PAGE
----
13 - 15 Months

A simple way to increase your toddler’s attention span

  • Facebook Icon
  • Twitter Icon
  • Pinterest Icon
  • Email Icon

When you read a book or practice stacking blocks with your toddler, you do more than bond with them. You also help increase their attention span ❤️

Two related studies published in 2019 and 2022 found that when parents and their toddlers focused on a toy together, the toddlers paid attention a little longer and engaged in more complex play. This is called “joint attention.” In the studies, the toddlers continued to play with their toys—even after the parents shifted their attention away. 

Tips to extend your child’s focused play

In photo: Slide & Seek Ball Run from The Babbler Play Kit

Touch, gesture, and talk about their toys. Play alongside your toddler as they put a ball down the Slide & Seek Ball Run, for example. Gesture to show them how to open the different doors and get the ball out, narrating as you play: “Look, here’s the ball!”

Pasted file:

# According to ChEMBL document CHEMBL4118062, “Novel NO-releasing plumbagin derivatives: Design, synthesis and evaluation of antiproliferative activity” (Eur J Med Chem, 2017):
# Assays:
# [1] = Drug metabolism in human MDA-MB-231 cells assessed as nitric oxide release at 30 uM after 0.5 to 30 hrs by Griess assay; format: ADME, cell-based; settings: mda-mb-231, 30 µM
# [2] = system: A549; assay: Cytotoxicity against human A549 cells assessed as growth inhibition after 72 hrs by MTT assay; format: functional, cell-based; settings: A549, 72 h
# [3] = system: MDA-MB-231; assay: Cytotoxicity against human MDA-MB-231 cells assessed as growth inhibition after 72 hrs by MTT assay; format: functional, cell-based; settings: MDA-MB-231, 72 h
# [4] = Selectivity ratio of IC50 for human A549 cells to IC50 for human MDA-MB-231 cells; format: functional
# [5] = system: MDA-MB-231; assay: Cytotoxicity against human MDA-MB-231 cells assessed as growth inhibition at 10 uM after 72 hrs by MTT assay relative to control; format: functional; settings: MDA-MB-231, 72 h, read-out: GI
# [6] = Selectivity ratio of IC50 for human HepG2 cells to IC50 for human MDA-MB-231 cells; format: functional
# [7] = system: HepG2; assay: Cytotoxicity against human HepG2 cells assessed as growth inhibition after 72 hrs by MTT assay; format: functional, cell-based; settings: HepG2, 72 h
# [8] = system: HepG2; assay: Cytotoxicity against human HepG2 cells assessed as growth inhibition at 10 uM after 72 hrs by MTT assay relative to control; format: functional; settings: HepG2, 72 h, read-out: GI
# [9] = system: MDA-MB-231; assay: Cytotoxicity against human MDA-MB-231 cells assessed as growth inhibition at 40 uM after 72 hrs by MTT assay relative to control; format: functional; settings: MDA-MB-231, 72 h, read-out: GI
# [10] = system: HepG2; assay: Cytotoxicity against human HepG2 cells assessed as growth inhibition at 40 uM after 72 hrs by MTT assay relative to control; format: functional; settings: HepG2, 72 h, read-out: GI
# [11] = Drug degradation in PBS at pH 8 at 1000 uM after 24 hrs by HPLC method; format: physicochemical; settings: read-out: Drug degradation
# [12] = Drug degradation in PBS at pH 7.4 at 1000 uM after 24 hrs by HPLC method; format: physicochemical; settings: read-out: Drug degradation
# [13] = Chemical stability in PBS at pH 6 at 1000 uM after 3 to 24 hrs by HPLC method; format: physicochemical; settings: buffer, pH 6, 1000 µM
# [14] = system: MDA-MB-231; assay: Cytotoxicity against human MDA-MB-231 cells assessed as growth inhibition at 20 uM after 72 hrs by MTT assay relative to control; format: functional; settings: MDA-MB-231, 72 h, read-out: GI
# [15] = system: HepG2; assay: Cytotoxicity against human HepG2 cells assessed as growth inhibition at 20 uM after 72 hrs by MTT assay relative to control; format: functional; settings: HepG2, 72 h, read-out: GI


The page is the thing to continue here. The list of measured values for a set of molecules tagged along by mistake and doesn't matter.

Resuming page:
Use action words. One study showed that when parents used “action-orienting” talk—”Let’s roll the ball!”—the toddlers engaged in even richer and deeper play. Watch your toddler and comment on their actions or what they could do next. You could say, “Do you want to feed your bunny a carrot?” or “Let’s knock over the tower!” 

Follow your toddler’s lead. Notice where your child looks or reaches and then focus on that object together. According to one of the studies, toddlers paid attention longer when their parents followed their child’s interests.  

Eventually, you may start play with your child and then leave them to play on their own while you do something nearby.

Learn more about the research

Schatz, J. L., Suarez-Rivera, C., Kaplan, B. E., & Tamis-LaMonda, C.S. (2022). Infants’ object interactions are long and complex during joint engagement. Developmental Science, e13239. 

Suarez-Rivera, C., Smith, L. B., & Yu, C. (2019). Multimodal parent behaviors within joint attention support sustained attention in infants. Developmental Psychology, 55(1), 96–109. 

Yu, C., & Smith, L. B. (2016). The social origins of sustained attention in one-year-old human infants. Current Biology, 26(9), 1235-1240.

Share

  • Facebook Icon
  • Twitter Icon
  • Pinterest Icon
  • Email Icon

Author

Team Lovevery Avatar

Team Lovevery

Visit site

Posted in: 13 - 15 Months, 16 - 18 Months, 19 - 21 Months, 22 - 24 Months, Cognitive Development, Concentration, Lovevery App, Independent Play, Parenting, Child Development

Keep reading